|May 17: Norwegian Constitution Day Celebration and Parade.|
| [17.05.2009, 09:05am, Sun. GMT]|
|Every year on 17 May celebrations vary from place to place, but usually follow a traditional pattern that makes this the highlight of the year for most Norwegian children. A must in the celebrations are the children processions, made up of school classes marching with the school band through the local community. Most of the children carry small Norwegian flags and the route is lined with enthusiastic onlookers. Dressed in their best,the children then engage in games and activities,and for many this is the one day of the year when the supply of ice cream and hot dogs is endless.|
Most people dress in their best spring clothes, with a Norwegian flag or 17 May ribbon pinned to their lapel. It has become increasingly popular to wear the natinal dress,the bunad, on this occasion. The bunads varies in appearance from region to region and the magnificent sight of national costumes from all over the country is one of the reasons why this day truly represents a celebration of Norwegian tradition and history.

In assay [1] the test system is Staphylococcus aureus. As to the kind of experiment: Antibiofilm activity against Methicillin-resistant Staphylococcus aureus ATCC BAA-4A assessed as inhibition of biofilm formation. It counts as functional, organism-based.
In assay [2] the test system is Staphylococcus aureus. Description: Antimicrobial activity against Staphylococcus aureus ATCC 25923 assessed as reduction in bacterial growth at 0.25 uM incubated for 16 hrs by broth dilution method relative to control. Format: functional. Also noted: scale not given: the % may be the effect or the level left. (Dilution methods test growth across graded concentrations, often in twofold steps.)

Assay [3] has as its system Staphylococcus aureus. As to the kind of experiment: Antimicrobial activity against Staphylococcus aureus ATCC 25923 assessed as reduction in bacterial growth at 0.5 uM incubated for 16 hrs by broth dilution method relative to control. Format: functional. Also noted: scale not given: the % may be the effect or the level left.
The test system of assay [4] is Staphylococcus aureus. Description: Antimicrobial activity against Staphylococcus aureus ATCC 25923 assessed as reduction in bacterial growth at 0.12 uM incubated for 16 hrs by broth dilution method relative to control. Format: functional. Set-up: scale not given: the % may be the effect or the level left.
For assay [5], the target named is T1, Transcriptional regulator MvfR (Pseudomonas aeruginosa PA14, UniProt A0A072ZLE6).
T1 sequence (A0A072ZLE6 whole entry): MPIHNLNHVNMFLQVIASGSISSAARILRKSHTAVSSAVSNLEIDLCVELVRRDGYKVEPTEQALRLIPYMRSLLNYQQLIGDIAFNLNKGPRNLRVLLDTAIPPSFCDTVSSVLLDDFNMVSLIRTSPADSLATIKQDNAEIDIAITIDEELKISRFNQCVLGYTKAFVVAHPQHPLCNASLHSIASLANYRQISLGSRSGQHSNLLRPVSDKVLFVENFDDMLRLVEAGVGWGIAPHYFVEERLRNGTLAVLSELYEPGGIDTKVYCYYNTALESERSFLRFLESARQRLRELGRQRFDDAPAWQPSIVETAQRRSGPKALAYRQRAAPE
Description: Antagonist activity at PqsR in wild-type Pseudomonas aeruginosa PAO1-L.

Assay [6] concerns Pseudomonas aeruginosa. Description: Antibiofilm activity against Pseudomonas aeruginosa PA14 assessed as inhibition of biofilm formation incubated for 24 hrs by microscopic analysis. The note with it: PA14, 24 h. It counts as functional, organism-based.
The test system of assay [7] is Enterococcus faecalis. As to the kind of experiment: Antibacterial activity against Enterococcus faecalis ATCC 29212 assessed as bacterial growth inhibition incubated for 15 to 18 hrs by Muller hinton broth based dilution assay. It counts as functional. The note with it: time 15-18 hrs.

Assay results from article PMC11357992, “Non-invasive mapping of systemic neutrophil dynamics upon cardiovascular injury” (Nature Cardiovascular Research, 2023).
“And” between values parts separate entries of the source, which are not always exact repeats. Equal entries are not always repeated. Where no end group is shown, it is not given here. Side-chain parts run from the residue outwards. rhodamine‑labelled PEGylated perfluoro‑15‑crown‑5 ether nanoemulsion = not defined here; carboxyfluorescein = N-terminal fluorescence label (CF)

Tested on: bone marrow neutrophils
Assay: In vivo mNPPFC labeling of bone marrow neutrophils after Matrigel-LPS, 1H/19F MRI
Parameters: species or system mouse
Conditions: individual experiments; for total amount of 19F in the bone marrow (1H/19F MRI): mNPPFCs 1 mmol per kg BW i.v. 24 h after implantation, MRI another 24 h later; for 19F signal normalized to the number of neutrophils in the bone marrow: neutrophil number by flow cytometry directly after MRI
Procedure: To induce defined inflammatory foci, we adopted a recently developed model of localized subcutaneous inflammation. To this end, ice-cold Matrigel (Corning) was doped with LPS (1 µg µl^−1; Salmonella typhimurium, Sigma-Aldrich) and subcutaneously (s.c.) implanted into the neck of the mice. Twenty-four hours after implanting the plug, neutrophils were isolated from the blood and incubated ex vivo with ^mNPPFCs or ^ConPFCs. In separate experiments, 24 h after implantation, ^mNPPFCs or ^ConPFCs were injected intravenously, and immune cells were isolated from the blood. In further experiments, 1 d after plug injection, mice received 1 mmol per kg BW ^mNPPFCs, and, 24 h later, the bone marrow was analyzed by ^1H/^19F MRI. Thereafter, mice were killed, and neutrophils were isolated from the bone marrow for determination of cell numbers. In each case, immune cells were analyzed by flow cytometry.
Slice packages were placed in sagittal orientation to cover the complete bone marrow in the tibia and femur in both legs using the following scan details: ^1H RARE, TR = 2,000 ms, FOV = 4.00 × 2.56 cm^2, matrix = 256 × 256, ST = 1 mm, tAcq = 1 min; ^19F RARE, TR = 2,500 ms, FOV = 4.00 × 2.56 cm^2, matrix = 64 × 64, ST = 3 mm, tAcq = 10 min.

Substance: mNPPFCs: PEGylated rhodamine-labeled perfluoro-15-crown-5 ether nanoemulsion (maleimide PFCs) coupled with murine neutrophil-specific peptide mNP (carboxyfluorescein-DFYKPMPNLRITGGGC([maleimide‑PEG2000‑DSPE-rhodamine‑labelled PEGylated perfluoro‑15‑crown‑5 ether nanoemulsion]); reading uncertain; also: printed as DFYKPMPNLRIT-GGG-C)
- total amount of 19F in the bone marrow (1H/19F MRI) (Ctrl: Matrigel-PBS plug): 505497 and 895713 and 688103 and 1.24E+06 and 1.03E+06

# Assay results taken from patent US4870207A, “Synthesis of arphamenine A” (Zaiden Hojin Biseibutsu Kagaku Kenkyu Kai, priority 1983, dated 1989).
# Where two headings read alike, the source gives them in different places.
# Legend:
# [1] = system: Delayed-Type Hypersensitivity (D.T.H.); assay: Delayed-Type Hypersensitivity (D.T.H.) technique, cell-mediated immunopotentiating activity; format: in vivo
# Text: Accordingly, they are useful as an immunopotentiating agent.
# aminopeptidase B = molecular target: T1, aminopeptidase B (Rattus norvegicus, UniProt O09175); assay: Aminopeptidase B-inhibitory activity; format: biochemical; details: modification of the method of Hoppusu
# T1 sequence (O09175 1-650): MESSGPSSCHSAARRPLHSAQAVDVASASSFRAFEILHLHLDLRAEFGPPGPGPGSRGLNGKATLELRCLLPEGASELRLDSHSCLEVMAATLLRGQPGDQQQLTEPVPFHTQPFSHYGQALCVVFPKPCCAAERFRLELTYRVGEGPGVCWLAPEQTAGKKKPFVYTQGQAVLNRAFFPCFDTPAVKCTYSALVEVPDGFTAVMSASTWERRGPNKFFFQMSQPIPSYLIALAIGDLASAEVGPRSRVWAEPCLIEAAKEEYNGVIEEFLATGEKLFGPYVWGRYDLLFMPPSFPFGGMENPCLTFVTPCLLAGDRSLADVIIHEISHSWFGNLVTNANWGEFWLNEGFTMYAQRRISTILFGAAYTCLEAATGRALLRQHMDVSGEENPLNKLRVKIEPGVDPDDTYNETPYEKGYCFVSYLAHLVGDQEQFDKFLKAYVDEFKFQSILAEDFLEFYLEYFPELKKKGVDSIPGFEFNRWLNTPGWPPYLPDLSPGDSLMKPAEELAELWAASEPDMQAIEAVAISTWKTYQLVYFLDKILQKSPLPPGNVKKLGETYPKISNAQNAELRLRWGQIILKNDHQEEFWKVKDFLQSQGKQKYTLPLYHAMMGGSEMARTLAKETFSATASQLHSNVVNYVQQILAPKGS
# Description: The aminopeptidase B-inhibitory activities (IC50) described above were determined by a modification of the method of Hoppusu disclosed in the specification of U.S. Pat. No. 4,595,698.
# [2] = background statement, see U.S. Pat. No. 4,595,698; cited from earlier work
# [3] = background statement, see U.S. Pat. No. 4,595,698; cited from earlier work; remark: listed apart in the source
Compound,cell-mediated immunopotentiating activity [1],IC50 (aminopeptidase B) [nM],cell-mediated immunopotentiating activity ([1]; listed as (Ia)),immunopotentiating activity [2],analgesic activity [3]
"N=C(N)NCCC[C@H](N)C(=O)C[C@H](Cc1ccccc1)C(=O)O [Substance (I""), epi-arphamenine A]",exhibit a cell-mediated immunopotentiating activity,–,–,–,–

May is the month when spring really blooms in Norway,and this influences the menu chosen for the day. While hot dogs and ice cream are popular with the children, the adult population often stick to cured meats, sausages, traditional sour cream porridge and many throw barbeques. Desserts and cakes are a must,and many schools and families give breakfast parties before the procession starts.
The "russ" celebration - ending 13 years of school
The 17 May is also the day pupils in their last year of upper secondary school celebrate the end of 13 years of school, even though many still have to pass final exams. They call themselves "russ" and illustrate their standing through colourful overalls depenging on their line of study. High spirits are the norm and the festivities usually last day and night. Many transport themselves around town in self-decorated buses and vans with slogas and booming music.
17 May outside Norway
Norwegin and people with Norwegian roots living abroad also celebrate Norway's Constitution day. Many Norwegian seamen churches, embassies, students associations and other Norwegian institutions arrange 17th of May processions, receptions and parties.
Norway adopted it's Constitution in 1814 and it is event that is celebrated 17 May. The Norwegian Parliament, the Storting, held the first 17 May celebrations in 1836, and from then on the day was regarded as the nation day. The first children's procession was held in 1870. Since 1906, the Royal Family have gathered on the balcony of the Royal Palace in Oslo to wave to the children marching by.